“In the current market with the pandemic, the number of properties considering this kind of redevelopment has multiplied three or four-fold,” says Brian McAuliffe, president of CBRE Capital Markets and leader of the firm’s multifamily sales business, working in the firms Chicago office.
Regional malls, class-B and class-C shopping centers in deep trouble
The pandemic has put tremendous pressure on many shopping malls. Hundreds have lost many of their largest, most important retail tenants as department store chains like J.C. Penney and Lord & Taylor declared bankruptcy and others scale back in the chaos caused by the coronavirus.
The vast majority of class-B and class-C malls have lost at least one anchor tenant, according to research from Green Street Advisors. That adds up to several hundred properties that have lost a significant part of their income.
Trepp has identified more than 100 properties that owners may soon surrender to lenders, more than a quarter of those are regional malls.
“Malls are starting to go back to lenders—it definitely is happening now,” says Thomas Dobrowski, vice chairman for Newmark Group, leading a capital markets group specializing in enclosed regional malls, working in the firm’s New York City office.
More lenders are likely to take action in January and February, after the holiday season is complete. “Most lenders have been willing to work with the borrowers, granting them temporary forbearance to weather the storm,” says Dobrowski. The abatements and forbearance are burning off.”
In past, developers added apartments to active malls
Developers have proposed to redevelop more than a hundred malls into mixed-used properties with apartments—56 of these have been completed and another 75 are in the works, according to a count by Ellen Dunham-Jones, a professor of architecture at Georgia Tech. Another 120 defunct malls have been turned into things like sports areas, movie sounds stages, industrial sites or data centers.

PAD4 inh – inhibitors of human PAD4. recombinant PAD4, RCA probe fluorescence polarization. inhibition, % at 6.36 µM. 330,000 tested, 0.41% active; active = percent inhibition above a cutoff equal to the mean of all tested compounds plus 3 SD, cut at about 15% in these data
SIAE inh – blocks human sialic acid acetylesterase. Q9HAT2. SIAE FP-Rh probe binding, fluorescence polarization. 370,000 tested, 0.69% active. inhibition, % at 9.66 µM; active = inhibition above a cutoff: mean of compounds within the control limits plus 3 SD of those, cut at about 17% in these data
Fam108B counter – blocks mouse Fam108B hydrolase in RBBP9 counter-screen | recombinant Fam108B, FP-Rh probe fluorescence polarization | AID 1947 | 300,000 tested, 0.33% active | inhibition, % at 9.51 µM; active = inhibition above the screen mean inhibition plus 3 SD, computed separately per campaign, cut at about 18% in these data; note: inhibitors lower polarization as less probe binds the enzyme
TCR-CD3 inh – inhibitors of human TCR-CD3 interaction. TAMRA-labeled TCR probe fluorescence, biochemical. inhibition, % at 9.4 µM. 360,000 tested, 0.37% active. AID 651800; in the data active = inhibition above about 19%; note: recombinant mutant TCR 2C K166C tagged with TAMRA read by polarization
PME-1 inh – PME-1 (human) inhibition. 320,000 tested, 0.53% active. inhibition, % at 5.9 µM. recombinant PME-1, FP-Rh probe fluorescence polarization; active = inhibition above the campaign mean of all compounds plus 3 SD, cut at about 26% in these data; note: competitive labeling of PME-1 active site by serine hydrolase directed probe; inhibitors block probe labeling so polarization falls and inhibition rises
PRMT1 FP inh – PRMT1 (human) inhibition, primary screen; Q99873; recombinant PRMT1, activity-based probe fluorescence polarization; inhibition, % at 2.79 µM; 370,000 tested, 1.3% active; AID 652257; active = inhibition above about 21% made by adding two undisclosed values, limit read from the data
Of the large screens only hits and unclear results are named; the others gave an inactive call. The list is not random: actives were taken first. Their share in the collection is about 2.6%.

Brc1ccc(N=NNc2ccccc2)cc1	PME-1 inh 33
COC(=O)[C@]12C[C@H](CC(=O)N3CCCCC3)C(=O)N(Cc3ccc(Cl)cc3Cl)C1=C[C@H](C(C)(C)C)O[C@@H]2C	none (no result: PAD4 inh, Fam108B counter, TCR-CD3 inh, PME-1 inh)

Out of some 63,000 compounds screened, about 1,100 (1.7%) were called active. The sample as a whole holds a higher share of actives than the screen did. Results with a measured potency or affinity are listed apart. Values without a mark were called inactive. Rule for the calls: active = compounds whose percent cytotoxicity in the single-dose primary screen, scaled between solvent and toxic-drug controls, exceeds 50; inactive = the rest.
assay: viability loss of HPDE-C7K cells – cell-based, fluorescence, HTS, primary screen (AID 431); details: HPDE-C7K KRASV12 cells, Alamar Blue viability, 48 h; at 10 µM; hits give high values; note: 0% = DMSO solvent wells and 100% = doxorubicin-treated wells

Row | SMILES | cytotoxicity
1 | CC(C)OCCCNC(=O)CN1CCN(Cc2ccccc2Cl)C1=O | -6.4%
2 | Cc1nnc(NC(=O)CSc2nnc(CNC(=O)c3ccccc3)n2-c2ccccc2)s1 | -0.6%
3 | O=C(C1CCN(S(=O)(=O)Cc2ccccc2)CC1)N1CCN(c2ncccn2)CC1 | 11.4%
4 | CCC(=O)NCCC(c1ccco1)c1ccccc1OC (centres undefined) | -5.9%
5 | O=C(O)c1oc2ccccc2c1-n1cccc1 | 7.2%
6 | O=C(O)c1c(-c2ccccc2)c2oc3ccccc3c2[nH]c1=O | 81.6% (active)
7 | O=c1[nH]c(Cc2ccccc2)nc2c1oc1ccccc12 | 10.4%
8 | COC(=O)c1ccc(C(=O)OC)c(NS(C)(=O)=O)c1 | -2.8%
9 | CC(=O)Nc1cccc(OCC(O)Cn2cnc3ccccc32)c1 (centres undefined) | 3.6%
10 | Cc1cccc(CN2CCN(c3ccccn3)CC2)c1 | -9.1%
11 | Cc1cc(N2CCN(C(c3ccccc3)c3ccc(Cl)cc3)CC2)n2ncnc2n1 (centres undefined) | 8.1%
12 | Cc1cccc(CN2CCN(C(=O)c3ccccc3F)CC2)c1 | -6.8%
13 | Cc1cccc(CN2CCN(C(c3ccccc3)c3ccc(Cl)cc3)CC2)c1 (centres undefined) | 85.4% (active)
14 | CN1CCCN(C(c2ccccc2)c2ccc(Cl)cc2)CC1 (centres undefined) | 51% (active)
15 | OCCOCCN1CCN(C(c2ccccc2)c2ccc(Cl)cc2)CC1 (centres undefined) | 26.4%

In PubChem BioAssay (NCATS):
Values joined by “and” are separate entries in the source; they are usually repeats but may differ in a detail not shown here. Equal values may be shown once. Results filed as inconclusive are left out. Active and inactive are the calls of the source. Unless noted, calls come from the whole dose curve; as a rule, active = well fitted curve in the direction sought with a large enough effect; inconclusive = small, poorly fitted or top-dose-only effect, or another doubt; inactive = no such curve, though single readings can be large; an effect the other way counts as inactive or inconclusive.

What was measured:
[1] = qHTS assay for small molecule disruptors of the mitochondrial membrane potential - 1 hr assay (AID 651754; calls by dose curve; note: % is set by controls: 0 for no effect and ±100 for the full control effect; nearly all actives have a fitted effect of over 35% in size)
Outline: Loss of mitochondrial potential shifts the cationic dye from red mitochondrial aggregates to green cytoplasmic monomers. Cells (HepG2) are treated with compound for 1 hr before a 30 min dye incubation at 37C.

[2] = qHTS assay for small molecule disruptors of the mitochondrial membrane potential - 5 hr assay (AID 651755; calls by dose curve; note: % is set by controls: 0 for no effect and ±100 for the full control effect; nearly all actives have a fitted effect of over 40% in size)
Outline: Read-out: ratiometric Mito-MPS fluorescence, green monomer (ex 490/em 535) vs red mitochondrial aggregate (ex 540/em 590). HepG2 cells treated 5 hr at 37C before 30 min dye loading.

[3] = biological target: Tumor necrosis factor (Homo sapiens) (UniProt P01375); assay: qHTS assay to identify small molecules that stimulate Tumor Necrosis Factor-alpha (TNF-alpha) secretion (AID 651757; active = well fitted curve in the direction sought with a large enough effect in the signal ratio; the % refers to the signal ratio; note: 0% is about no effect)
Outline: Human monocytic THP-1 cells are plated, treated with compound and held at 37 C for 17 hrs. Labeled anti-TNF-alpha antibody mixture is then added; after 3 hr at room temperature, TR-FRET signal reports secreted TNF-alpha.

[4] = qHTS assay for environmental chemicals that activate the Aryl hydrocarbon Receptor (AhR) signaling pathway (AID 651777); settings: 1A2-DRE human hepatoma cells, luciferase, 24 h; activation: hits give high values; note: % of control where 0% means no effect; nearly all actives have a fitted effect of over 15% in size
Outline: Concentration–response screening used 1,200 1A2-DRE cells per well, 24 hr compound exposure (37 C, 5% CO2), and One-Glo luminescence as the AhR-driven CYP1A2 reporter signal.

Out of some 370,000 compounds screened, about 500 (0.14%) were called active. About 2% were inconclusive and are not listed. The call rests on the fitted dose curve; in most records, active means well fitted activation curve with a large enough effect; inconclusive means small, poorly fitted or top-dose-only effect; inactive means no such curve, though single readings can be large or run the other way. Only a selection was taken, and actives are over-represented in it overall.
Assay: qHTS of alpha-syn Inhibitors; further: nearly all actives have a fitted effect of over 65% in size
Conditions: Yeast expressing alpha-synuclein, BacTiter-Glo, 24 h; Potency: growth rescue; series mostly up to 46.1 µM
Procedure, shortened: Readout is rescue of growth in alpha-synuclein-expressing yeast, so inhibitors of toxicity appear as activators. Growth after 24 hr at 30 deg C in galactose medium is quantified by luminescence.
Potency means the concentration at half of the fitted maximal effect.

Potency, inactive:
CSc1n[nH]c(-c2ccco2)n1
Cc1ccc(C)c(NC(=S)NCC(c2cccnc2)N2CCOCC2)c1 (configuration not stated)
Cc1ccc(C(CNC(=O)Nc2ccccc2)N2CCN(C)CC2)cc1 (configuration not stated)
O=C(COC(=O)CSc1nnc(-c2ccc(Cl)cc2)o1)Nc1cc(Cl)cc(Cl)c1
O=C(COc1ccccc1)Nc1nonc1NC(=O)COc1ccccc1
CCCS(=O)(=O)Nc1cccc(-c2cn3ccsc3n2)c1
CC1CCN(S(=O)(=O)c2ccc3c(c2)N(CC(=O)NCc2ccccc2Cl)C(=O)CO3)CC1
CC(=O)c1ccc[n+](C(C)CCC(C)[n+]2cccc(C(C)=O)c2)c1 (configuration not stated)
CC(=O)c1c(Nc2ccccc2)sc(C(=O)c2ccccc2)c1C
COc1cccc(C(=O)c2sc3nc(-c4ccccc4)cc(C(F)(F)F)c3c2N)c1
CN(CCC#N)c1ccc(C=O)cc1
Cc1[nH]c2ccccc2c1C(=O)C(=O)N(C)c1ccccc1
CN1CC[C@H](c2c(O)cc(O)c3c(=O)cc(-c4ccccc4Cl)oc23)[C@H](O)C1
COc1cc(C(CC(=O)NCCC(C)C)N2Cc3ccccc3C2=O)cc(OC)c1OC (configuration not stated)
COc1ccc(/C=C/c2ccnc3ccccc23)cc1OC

“The properties that have experienced these transitions have traditionally been active malls,” says Dobrowski.
Successful redevelopments of closed malls have often been in strong locations, where the land under the mall is valuable enough to justify demolition and new construction. “What you really have is land—the land has to be appraised at a value that make the demolitions and construction worth it,” says Bob Barone of Partner Engineering, who has worked on many mall redevelopments.
A strong location can make even a complicated redevelopment work. Humphreys and Partners Architects, headquartered in Dallas, was one of the architecture firms that produced master plans for proposed development at Dallas Midtown, a 450-acre new, multi-phase, mixed-use plan that is still opening new phases on the site of Dallas’ old Valley View Mall, which closed eight years ago.
“It’s premium real estate in an excellent location,” says Walter Hughes, vice president for Humphreys.
The hundreds of second-tier malls that are likely to become available for redevelopment may be more difficult. To make sense, a distressed shopping mall would have to be offered for sale a price low enough to allow the new owner to manage it profitably and pay for an eventual renovation. “It needs to be sold at a price that makes sense,” says Dobrowski.
Redeveloping prominent mall sites also require a long list of stakeholders to agree, including local zoning offices and the remaining retail tenants with long-term leases.
“It takes a lot of time. It takes lot of human resources,” says Dobrowski. “Redevelopment of these properties takes years.”
Possible answers to problematic redevelopments
The easiest way to add new apartments to an old mall is to build on the parking lot. If there are many un-used spaces, a mostly-empty lot could become the site of a new, wood-frame apartment building, says Hughes. If all the parking spaces are still needed by the retail, that’s a good sign. An apartment development in an attractive location may have enough demand to support the cost of building apartments over a layer of structured parking or wrapped around a concrete parking garage.
It’s more difficult to turn an empty, enclosed mall building into new apartments. “Remodeling the mall itself for apartments is generally not easy,” says Hughes. “The ceiling height is the wrong height and the floor plate is the wrong depth.”
Some demolition may be necessary. Dealmakers like McAuliffe propose tearing down empty, anchor stores to add new apartments to old, enclosed mall buildings. “Take any regional mall,” says McAuliffe. “There have been major big box stores and department stores that have closed. Developers are looking to knock down the big boxes to build apartments.”
Source: “Apartment Investors Mull Opportunities in Distressed Malls”